The Department of Energy is looking for new fuel.
Specifically, the DOE is looking to fund projects that support the development of advanced biofuels, U.S. Secretary of Energy Steven Chu announced today.
The DOE is now accepting applications for up to $30 million in total funding for small-scale process integration projects aimed at developing biofuels that will be able to replace gasoline or diesel without requiring special upgrades or changes to the vehicle or fueling infrastructure.
Developing the next generation of American biofuels will enhance our national energy security, expand the domestic biofuels industry, and produce new clean energy jobs, Chu said. It will help America's farmers and create vast new opportunities for wealth creation in rural communities.
This grant offer is part of the Obama Administration's commitment to accelerating R&D towards a more sustainable transportation system, a lowered dependence on foreign oil, and a fuller clean energy economy.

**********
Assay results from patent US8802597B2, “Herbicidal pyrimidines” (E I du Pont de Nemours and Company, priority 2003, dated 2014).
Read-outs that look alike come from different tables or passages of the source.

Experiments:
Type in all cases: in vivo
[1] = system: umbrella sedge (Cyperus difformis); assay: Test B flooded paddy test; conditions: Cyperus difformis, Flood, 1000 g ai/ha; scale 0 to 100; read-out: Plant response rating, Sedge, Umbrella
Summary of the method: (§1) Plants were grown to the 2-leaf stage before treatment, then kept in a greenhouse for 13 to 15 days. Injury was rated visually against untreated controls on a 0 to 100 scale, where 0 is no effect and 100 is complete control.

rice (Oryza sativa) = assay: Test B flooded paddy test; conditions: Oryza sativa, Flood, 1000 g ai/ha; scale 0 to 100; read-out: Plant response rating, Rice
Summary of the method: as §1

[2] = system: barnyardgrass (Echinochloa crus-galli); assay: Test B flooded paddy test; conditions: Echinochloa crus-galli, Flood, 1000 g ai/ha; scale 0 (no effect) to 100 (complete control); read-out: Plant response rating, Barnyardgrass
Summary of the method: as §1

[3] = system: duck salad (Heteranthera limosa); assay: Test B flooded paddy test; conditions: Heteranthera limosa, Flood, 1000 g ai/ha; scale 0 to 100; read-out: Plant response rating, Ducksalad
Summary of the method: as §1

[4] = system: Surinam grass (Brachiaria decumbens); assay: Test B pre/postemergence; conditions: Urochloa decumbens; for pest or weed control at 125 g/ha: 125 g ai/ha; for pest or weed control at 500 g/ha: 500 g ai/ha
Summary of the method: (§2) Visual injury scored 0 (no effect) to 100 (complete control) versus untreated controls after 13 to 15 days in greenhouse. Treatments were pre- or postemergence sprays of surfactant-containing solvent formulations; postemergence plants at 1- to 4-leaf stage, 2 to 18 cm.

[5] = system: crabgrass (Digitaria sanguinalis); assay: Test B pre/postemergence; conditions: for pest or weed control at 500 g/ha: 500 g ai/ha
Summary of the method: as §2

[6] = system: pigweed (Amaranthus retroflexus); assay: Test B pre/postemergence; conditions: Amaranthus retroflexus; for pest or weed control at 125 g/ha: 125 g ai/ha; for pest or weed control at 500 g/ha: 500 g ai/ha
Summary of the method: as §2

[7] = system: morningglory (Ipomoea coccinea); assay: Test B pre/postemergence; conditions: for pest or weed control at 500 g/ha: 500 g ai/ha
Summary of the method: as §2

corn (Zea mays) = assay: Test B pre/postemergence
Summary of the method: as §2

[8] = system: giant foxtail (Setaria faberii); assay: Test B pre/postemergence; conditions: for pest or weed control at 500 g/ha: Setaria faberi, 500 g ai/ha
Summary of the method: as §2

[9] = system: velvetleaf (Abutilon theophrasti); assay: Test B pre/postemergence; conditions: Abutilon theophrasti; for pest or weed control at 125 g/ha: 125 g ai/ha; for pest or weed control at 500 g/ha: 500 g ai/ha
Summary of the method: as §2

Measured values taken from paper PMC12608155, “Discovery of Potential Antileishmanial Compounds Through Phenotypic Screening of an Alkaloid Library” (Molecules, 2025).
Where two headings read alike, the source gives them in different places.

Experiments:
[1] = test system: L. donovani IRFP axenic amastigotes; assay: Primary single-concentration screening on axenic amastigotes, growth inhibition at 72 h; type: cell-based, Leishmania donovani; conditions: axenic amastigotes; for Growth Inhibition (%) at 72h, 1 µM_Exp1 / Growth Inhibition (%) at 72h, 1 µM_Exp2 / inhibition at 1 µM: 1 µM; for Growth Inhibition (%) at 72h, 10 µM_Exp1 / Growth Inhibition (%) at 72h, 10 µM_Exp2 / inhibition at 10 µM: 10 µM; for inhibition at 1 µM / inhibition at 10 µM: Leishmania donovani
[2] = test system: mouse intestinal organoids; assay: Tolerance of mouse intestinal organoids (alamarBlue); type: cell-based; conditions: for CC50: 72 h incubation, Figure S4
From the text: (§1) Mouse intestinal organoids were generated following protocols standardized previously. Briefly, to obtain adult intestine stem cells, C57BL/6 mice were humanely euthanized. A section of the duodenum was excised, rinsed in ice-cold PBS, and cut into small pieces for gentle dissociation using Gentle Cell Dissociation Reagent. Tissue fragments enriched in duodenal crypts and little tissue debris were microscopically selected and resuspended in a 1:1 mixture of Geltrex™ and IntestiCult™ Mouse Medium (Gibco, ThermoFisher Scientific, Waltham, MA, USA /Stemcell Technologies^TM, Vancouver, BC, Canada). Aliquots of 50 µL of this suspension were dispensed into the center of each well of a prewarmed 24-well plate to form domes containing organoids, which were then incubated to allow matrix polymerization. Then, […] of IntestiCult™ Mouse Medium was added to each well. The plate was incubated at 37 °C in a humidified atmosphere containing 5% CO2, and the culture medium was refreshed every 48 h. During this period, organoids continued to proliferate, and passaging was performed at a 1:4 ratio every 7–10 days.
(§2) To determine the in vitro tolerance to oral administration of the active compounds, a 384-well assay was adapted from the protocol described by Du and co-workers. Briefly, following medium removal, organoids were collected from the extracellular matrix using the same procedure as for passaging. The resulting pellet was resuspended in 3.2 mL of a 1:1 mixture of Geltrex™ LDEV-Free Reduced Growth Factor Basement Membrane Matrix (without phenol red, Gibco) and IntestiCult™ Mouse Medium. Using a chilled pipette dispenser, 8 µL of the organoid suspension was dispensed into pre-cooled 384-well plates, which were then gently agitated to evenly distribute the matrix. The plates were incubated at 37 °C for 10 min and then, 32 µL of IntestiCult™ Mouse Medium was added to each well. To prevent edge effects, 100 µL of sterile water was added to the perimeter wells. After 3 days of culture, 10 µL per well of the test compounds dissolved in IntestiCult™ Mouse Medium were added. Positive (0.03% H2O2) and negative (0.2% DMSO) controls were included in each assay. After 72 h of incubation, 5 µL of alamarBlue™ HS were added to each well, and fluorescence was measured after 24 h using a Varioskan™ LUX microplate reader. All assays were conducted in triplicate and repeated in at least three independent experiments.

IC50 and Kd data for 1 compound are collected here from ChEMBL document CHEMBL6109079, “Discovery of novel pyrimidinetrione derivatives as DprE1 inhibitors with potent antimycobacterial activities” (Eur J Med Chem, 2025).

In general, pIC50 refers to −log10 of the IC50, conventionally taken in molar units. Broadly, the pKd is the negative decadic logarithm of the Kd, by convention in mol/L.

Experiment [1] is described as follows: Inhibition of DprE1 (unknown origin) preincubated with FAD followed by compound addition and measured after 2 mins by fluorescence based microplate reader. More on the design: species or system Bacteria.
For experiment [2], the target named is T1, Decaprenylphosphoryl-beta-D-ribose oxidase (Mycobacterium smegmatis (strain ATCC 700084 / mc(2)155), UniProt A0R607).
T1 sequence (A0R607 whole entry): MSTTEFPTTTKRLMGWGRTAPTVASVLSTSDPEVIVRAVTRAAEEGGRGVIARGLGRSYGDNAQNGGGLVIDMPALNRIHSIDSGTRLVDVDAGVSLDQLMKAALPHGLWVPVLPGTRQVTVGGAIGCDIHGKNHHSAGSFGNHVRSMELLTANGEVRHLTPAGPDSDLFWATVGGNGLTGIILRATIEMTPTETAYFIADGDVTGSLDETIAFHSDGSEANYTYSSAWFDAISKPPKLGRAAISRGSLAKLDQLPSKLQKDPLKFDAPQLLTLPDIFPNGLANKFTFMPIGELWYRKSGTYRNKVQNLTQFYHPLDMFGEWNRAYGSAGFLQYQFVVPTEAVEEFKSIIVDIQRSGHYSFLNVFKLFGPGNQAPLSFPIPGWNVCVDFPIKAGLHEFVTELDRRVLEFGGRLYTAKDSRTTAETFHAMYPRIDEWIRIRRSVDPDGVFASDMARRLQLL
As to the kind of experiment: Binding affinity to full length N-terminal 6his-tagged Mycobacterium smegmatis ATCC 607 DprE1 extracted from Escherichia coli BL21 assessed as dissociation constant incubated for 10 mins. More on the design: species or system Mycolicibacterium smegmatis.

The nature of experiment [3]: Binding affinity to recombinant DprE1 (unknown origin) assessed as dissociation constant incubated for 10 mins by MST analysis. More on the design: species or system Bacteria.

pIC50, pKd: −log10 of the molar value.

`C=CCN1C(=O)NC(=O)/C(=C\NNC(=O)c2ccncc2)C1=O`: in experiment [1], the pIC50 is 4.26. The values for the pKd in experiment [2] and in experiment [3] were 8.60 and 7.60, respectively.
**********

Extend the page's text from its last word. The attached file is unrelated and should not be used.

The $30 million is available over the next three to four years to support as many as five projects, Chu said.
The projects will focus on optimizing and integrating process steps that convert biomass into biofuels and bioproducts that will eventually be used to support hydrocarbon fuels and chemicals.
These process improvements could include: pretreatment methods that alter the biomass to improve the yield of sugars in subsequent process steps; less costly and more efficient enzymes that produce sugars; and fermentation organisms and catalysts that convert the sugars into fuel and chemical intermediates.
Successful applicants will demonstrate the research potential to improve the economics and efficiency of their proposed process.
A description of the solicitation, eligibility requirements, and application instructions can be found on the FedConnect Website under Reference Number DE-FOA-0000337. Applications must be submitted through Grants.gov by no later than 11:59 pm EST on February 7, 2011.